|“Sweet Home ALApaca”|
Right Tune for This Farm Couple
Pam and Jerry Pullin were sitting around their kitchen table trying to figure out a name for their new farm about two years ago but nothing "seemed just right."
"Two of our daughters were sitting there coloring and the radio was on," Pam remembered. "The song ‘Sweet Home Alabama’ came on the radio and afterwards we noticed little Sarah just kept singing, ‘Sweet Home ALApaca’ and we knew we’d found our name!"
Although Pam laughingly said she and Jerry "jumped" into the alpaca business "feet first," in actuality they spent many months researching the gentle furry creatures and visiting alpaca farms around the nation before taking the plunge a couple of years ago.
After talking to numerous other owners they decided the docile nature of the animals plus their investment qualities fitted their lifestyle completely.
The couple had lived in many areas before settling on Highway 67 southeast of Arab and near the Marshall-Blount County line.
Pam has spent much of her professional career working with abused and neglected children, performing abuse investigations, arranging adoption placements and referring to therapy. When she and Jerry decided to start a family of their own, they adopted four children with varying degrees of physical and/or mental special needs.
Pam is currently pursuing her PhD in Psychotherapy and she said caring for the alpacas is a perfect fit for her and her family.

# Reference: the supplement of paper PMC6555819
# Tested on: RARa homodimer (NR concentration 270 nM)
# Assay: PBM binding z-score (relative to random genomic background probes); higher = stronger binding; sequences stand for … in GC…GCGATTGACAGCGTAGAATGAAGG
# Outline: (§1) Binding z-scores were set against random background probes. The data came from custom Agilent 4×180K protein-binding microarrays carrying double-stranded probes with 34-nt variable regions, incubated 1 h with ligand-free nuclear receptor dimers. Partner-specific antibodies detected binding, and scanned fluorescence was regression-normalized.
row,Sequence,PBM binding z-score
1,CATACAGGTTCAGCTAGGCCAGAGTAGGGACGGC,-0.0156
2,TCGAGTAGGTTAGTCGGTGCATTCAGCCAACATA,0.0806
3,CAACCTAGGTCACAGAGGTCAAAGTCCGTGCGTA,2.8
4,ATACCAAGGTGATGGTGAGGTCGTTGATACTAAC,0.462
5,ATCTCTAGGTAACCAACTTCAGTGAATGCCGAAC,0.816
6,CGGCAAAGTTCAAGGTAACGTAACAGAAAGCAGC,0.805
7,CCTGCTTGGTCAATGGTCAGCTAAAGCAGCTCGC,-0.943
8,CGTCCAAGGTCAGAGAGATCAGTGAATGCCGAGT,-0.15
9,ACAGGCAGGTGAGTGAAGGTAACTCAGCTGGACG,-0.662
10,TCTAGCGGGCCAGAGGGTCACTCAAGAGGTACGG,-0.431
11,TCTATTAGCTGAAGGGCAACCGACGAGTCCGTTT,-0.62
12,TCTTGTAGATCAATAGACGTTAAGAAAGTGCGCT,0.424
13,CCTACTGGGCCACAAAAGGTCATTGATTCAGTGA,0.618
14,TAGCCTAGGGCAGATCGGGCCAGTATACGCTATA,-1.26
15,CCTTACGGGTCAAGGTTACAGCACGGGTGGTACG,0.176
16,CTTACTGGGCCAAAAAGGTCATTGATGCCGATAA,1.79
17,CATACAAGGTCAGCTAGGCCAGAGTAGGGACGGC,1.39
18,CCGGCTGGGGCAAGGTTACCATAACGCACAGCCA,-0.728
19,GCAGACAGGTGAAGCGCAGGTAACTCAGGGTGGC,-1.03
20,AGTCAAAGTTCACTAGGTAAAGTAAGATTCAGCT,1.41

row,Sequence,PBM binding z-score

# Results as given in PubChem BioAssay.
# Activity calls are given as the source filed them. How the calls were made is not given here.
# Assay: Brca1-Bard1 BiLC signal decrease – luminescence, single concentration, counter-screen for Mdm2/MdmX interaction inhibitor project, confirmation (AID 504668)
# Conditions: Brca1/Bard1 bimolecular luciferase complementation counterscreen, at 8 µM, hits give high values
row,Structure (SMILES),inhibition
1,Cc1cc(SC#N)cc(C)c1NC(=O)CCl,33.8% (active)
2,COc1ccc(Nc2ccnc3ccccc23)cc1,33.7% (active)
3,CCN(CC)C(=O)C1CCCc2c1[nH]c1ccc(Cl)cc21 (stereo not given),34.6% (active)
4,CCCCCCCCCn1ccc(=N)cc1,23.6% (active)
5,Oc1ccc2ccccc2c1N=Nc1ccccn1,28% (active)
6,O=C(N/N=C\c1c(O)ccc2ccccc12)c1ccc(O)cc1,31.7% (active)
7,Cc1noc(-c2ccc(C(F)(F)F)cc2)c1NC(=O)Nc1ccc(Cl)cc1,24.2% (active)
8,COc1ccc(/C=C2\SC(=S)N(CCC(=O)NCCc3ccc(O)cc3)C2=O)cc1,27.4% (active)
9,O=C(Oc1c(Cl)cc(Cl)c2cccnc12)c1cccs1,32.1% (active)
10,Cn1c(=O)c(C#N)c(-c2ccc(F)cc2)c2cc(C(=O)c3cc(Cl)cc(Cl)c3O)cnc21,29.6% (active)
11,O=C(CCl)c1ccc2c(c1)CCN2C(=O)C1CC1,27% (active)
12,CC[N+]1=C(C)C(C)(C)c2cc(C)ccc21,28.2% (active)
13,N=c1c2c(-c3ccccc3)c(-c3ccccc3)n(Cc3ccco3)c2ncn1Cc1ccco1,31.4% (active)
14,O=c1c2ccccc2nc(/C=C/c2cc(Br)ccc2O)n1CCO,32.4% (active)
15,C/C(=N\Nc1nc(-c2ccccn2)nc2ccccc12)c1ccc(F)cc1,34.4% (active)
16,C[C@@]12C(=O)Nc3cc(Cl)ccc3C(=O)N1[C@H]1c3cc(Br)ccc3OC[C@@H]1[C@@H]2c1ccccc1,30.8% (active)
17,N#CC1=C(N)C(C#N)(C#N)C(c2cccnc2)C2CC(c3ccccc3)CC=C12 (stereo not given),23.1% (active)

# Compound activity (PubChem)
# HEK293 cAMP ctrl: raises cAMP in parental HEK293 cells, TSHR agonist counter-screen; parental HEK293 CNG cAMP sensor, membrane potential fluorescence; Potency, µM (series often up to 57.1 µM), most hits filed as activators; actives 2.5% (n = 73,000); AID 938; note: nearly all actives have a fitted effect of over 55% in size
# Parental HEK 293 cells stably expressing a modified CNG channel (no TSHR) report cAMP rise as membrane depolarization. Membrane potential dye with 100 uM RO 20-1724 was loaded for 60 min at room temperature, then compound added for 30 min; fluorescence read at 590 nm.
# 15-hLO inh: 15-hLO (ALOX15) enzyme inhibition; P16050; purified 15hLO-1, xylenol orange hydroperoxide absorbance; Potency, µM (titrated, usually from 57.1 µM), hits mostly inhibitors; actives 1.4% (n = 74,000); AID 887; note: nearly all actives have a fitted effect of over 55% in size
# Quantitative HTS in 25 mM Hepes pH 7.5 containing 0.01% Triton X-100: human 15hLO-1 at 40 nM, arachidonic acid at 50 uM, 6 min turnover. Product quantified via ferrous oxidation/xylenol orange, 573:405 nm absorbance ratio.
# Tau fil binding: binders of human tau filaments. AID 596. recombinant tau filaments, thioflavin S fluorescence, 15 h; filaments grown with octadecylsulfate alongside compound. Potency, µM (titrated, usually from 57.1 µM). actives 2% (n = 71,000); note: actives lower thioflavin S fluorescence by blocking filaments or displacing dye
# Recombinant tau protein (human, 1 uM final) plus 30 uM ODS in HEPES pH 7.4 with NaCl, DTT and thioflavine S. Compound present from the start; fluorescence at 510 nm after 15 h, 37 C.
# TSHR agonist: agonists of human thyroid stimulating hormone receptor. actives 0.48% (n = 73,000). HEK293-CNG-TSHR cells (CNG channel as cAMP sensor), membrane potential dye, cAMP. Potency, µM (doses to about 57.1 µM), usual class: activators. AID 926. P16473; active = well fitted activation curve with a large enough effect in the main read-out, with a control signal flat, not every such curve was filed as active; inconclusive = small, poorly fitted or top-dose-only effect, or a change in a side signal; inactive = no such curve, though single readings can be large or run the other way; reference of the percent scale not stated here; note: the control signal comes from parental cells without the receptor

"I guess the best advice I ever received about raising alpacas came from a friend in New York," she explained. "He said the only two things you must have are a chair and a rope."
"When I looked at him questionable, he replied: ‘Set your butt down in the chair and have someone tie you in with the rope,’" she laughed. "But he made his point. Alpacas require so little day-to-day care that sometimes I want to overdo it. Sometimes it’s best to just leave them alone."
From birthing to every day tasks like feeding, Pam explained alpacas are really "low maintenance" animals that can pay big dividends, as much as $700 for one year’s fleece from a prize animal!
Births are usually single with most alpacas giving birth before 1 p.m., an attribute left over from their life in the Peruvian Mountains where they had to have their offspring up, clean and moving before the dark when predators were out.
Although most folks would be harried trying to "juggle" the many aspects of the Pullins’ lives, Pam has become so enthused about her animals that she has added alpaca education to her list of many activities.
The farm hosted their Second Annual Farm Field Day in September and has hosted a special seminar for veterinarians in the area featuring an alpaca specialist vet from Massachusetts for about 25 local vets and alpaca owners. One-on-one seminars are frequent and other group events are planned. They also welcome homeschool, church and other groups for educational tours by appointment.
The Pullins’ farm is neat, with Jerry vacuuming the highly-prized-for-fertilizer alpaca "poop" with a Shop Vac, an easy task because alpaca’s neatly use the same area for their needs every day.
The animals are so docile "you might drive by and see the kids out in the yard with an alpaca in a harness as they lead her gently around the yard as a natural weed-eater," Pam commented.